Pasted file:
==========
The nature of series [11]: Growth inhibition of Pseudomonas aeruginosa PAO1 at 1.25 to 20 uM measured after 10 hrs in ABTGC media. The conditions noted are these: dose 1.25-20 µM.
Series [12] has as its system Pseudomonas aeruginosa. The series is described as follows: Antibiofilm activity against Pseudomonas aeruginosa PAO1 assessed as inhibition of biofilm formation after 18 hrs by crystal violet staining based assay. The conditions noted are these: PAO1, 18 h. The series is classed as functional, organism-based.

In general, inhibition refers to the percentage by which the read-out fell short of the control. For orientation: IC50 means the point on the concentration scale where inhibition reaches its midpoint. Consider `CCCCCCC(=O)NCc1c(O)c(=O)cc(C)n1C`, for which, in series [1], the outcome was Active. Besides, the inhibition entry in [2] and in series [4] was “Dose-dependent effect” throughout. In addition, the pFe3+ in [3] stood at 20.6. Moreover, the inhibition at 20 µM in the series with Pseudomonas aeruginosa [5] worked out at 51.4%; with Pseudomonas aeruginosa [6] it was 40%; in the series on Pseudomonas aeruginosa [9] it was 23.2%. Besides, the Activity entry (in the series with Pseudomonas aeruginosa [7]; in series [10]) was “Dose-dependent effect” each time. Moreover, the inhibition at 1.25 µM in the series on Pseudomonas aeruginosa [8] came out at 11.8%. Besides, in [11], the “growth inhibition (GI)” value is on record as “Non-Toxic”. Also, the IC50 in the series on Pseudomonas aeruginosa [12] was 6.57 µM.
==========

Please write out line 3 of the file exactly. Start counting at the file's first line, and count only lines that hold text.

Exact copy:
In general, inhibition refers to the percentage by which the read-out fell short of the control. For orientation: IC50 means the point on the concentration scale where inhibition reaches its midpoint. Consider `CCCCCCC(=O)NCc1c(O)c(=O)cc(C)n1C`, for which, in series [1], the outcome was Active. Besides, the inhibition entry in [2] and in series [4] was “Dose-dependent effect” throughout. In addition, the pFe3+ in [3] stood at 20.6. Moreover, the inhibition at 20 µM in the series with Pseudomonas aeruginosa [5] worked out at 51.4%; with Pseudomonas aeruginosa [6] it was 40%; in the series on Pseudomonas aeruginosa [9] it was 23.2%. Besides, the Activity entry (in the series with Pseudomonas aeruginosa [7]; in series [10]) was “Dose-dependent effect” each time. Moreover, the inhibition at 1.25 µM in the series on Pseudomonas aeruginosa [8] came out at 11.8%. Besides, in [11], the “growth inhibition (GI)” value is on record as “Non-Toxic”. Also, the IC50 in the series on Pseudomonas aeruginosa [12] was 6.57 µM.